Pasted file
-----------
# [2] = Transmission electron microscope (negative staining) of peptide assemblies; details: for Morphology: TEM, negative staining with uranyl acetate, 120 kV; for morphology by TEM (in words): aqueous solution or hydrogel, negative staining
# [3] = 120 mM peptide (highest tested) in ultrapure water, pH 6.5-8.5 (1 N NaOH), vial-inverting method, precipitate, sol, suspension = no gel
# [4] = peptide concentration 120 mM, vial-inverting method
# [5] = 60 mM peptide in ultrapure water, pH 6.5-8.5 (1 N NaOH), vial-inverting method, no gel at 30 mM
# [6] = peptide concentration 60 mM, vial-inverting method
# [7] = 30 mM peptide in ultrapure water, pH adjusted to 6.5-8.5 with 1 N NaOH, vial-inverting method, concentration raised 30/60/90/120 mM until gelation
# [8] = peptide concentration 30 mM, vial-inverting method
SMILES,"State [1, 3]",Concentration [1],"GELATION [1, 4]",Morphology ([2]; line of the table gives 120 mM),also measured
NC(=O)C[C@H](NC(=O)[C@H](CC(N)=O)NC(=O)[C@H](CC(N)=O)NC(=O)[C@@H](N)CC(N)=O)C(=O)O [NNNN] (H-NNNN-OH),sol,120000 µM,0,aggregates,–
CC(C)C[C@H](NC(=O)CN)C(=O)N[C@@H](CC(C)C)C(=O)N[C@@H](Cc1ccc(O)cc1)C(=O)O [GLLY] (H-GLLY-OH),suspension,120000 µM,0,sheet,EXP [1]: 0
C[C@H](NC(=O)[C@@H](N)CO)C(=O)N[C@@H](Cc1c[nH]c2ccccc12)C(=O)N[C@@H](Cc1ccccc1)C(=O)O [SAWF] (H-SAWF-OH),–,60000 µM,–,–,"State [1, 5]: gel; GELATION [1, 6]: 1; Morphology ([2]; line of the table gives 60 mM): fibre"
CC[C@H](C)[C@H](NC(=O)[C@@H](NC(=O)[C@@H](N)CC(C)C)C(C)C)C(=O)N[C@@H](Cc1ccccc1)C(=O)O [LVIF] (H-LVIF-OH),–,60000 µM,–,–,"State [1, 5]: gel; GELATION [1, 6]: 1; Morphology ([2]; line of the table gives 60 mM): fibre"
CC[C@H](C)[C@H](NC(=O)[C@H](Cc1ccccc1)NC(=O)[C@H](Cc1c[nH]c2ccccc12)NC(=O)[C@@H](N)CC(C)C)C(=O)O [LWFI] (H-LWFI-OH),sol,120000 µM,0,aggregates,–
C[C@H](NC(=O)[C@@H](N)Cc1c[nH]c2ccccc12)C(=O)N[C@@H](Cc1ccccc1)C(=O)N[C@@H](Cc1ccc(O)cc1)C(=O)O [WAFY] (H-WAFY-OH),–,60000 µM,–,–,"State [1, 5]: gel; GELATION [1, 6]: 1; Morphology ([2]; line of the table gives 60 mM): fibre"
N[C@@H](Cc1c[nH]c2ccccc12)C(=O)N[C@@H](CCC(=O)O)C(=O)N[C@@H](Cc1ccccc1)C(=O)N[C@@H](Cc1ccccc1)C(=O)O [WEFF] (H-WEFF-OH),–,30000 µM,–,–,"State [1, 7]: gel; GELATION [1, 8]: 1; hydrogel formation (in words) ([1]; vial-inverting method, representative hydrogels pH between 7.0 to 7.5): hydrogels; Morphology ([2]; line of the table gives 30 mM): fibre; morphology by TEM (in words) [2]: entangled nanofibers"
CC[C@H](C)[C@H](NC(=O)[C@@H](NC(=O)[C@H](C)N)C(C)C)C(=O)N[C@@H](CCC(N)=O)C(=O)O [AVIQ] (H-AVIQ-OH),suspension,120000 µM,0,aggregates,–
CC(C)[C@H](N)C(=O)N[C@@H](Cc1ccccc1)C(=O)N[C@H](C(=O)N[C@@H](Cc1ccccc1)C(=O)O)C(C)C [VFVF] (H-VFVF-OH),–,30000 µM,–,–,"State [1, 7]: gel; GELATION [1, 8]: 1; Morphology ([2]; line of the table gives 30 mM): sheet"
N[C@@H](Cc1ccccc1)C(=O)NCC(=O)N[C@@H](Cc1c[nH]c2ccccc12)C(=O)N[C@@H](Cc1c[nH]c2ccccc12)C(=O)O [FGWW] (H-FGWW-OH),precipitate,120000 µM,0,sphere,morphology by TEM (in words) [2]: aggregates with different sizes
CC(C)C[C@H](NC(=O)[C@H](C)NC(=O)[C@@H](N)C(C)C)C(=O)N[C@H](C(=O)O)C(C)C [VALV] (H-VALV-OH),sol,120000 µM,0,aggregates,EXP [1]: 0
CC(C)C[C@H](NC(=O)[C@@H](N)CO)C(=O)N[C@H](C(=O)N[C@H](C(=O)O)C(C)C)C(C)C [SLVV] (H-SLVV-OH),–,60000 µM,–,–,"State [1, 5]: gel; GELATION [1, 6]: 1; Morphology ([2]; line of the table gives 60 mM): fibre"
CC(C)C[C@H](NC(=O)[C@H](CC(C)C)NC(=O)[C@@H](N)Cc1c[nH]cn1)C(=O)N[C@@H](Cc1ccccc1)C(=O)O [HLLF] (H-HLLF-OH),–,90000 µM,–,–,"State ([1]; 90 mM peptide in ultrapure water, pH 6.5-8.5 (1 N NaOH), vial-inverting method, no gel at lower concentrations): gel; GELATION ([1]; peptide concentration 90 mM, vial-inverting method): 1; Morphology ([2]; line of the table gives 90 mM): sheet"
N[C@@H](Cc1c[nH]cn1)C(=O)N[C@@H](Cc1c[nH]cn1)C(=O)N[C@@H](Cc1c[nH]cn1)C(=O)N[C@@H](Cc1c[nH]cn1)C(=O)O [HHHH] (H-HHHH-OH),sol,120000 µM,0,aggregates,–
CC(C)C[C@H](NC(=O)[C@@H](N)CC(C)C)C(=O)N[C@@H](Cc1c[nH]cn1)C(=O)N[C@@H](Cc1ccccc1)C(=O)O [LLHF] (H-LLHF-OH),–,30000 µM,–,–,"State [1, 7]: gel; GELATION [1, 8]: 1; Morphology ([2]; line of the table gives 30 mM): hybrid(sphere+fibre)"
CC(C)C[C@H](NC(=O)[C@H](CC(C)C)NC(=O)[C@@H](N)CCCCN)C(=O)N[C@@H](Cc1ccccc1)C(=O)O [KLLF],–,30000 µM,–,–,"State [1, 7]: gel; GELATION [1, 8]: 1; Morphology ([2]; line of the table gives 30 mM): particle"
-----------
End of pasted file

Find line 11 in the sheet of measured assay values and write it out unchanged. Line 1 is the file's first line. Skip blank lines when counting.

C[C@H](NC(=O)[C@@H](N)CO)C(=O)N[C@@H](Cc1c[nH]c2ccccc12)C(=O)N[C@@H](Cc1ccccc1)C(=O)O [SAWF] (H-SAWF-OH),–,60000 µM,–,–,"State [1, 5]: gel; GELATION [1, 6]: 1; Morphology ([2]; line of the table gives 60 mM): fibre"